How ovenfresh is expanding into a pan-india bakery chain

How ovenfresh is expanding into a pan-india bakery chain

After raising a Series B round in December 2014, Rajiv Subramanian plans to take bakery chain, Ovenfresh, to five more cities and 60 outlets by FY15



From day one of operations, Rajiv Subramanian, the founder of Ubiquitous Foods, which runs the bakery chain, Ovenfresh, had two clear goals in mind; one, to take the customer experience, branding and ambience from a modern retailer and combine it with the affordable price points of a Mom and Pop retailer, and two, to build a national, retail bakery brand in India. As he says, in India, the bakery segment is still unorganised, and there are several regional players and city-wide chains with no national presence. This is where Subramanian sees an opportunity, to build a bakery chain similar in scale to a Café Coffee Day or Dominos.

While Ovenfresh was initially bootstrapped, it raised its first round of institutional funding from Kalaari Capital (for an undisclosed amount) in May 2013. As a part of the deal, Rajesh Raju, the managing director of Kalaari came on board Ubiquitous Foods. And, during the early stage, the company’s market entry strategy was to tap the niche segment by opening outlets in IT parks and office complexes. Today, after setting up 30 outlets in Chennai and Bengaluru, most of which are in the corporate space, the company is looking to enter the high street retail space. “Given how crowded the marketplace is, if a company doesn’t focus on a niche or vertical in the early stage, it will become difficult. That’s why, when we noticed that nobody was serving the corporates on-campus, we took the plunge,” recalls Subramanian, and adds, “Having said that, our bigger ambition is to enter the commercial retail space and build a pan-India presence for the company.”

Subramanian indicates that his investors played a key role in the company’s successful move from the corporate to the commercial retail space. “Earlier, Kalaari had made a successful retail investment in MedPlus. So, they are well aware of the challenges faced by brands in this space, and can anticipate how things will play out. As a result, we get a lot of great advice from our investors,” states he. For instance, when Subramanian and his team were debating an entry into the high street  retail space (commercial space), Kalaari’s experience in this domain helped them learn that setting up outlets in residential retail spaces would be more valuable than entering the high streets. “There are several residential retail spaces in each city, as compared to a handful of high streets, which are often crowded. Moreover, the former is low on rentals and provides a bigger opportunity to grow. This proved to be a vital learning for us,” explains Subramanian.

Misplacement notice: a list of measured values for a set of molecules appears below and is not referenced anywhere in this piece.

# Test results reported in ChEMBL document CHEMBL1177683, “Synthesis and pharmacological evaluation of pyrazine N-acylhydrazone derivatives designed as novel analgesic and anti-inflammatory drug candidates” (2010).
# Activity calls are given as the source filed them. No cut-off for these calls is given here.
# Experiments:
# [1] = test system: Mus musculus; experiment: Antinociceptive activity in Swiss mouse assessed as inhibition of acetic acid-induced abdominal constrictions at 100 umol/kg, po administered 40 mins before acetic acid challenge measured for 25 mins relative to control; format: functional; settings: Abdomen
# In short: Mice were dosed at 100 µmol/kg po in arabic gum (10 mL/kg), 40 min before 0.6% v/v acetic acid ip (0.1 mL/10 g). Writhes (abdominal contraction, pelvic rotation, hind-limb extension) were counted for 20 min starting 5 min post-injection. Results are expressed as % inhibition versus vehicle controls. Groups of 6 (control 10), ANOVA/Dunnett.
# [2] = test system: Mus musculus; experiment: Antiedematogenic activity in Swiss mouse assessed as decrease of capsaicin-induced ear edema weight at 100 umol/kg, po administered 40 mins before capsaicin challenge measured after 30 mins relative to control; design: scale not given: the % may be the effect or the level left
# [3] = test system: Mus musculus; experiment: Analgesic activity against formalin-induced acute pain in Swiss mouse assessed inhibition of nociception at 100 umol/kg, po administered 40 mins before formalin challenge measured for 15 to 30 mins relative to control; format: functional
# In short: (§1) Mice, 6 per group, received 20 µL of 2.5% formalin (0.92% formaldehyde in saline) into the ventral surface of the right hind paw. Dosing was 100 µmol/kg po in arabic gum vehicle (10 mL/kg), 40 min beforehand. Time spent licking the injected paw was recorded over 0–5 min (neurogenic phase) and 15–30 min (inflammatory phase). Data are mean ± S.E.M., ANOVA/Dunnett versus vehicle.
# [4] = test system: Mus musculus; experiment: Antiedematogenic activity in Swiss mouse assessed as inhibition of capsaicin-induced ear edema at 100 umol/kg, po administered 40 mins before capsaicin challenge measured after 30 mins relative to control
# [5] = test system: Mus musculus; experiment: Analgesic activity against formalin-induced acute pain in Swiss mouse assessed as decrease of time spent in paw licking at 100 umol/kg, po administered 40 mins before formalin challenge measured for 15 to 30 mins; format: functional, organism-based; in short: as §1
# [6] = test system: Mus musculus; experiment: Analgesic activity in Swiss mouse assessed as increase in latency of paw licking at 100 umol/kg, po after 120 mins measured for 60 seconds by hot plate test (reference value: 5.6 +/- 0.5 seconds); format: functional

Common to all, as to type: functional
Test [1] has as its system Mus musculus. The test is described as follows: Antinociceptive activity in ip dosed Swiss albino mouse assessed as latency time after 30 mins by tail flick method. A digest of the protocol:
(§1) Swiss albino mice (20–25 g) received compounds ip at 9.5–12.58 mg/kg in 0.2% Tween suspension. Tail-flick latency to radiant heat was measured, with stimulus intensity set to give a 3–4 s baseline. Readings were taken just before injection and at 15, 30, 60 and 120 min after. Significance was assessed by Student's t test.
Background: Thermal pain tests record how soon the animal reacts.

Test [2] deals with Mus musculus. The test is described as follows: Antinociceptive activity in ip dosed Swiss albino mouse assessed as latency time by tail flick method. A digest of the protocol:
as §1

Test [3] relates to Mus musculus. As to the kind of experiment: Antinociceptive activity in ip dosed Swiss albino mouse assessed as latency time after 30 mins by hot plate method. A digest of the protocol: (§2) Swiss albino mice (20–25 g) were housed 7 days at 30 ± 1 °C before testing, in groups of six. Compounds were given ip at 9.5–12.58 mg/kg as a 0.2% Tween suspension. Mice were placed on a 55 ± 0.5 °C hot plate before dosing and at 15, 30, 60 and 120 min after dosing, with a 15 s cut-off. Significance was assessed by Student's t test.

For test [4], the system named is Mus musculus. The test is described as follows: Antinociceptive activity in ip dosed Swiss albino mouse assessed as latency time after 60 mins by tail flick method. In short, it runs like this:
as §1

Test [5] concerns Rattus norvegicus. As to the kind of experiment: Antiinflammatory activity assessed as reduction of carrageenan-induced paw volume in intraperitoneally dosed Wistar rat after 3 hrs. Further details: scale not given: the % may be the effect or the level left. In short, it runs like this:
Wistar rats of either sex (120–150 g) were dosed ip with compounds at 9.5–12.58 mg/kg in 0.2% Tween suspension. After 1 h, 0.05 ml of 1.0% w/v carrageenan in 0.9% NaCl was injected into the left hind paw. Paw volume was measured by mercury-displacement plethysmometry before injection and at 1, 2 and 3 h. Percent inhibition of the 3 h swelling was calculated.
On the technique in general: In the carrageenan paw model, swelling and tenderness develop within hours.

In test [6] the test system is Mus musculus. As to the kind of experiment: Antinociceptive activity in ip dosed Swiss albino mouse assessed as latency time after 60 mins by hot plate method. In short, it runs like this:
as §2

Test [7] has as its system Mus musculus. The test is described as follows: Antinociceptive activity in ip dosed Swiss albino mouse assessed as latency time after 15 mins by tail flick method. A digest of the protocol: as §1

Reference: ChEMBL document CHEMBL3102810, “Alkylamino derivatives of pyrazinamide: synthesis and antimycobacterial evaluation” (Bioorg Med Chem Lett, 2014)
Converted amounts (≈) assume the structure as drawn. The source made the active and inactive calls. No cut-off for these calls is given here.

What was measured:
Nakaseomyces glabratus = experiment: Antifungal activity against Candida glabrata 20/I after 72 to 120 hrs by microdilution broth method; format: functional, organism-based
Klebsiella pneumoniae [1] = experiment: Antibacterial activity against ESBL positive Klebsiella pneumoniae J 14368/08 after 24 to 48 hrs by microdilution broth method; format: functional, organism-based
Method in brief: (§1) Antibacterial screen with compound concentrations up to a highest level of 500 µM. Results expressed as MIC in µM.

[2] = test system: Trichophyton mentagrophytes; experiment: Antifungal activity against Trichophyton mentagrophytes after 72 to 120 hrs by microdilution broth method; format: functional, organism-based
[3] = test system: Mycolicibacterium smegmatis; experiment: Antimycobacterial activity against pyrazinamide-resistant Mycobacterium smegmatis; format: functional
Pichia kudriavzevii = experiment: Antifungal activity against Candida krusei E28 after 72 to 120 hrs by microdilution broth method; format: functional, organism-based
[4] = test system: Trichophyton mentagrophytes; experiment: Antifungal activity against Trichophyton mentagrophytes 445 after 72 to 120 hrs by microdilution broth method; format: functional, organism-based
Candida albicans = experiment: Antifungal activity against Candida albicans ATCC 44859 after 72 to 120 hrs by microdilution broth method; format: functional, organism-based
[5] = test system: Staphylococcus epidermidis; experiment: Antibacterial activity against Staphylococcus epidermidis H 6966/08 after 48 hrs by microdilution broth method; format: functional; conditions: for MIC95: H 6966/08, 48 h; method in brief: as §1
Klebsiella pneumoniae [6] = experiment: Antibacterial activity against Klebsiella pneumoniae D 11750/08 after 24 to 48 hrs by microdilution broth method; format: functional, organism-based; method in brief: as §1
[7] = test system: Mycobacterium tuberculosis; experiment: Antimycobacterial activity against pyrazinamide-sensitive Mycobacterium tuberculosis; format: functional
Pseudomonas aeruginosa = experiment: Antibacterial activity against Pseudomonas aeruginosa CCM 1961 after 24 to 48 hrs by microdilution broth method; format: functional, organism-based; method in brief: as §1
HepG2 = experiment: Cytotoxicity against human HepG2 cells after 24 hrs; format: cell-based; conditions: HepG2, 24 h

By December 2014, the company is looking to raise Series B, to fund its expansions. “We are at a stage where we find that the retail model concept itself is maturing. So, we want to capitalise on this opportunity and replicate our model in other cities,” indicates Subramanian. The company plans to setup 60 outlets by end of year and 200 outlets in three years. It also plans to enter five more cities, including Pune and Hyderabad. “Any new city that we enter, we will adopt the traditional approach of entering the corporate space first and then plunge into the retail space,” says he.

Taking the leap

In the retail space, Ovenfresh will be expanding into two outlet formats; a 100 sq.ft to 200 sq.ft kiosk, and a 600 sq.ft to 1,000 sq.ft café format. While the former requires an investment of around Rs. 5 lakh, the latter costs up to Rs. 35 lakh. Until now, the company has setup two outlets in Chennai, at Madipakkam and Velachery. “We typically choose a location which is central to our customers, be it residential or corporate. And, the biggest cost involved here is not real estate but capital expenditure,” points out Subramanian. Here’s why. Ovenfresh has setup two commissaries, one each in Bengaluru and Chennai, which supply to its outlets every day. As a result, its equipment costs are high and its real estate rentals and labour costs are low.

Focussing on process innovation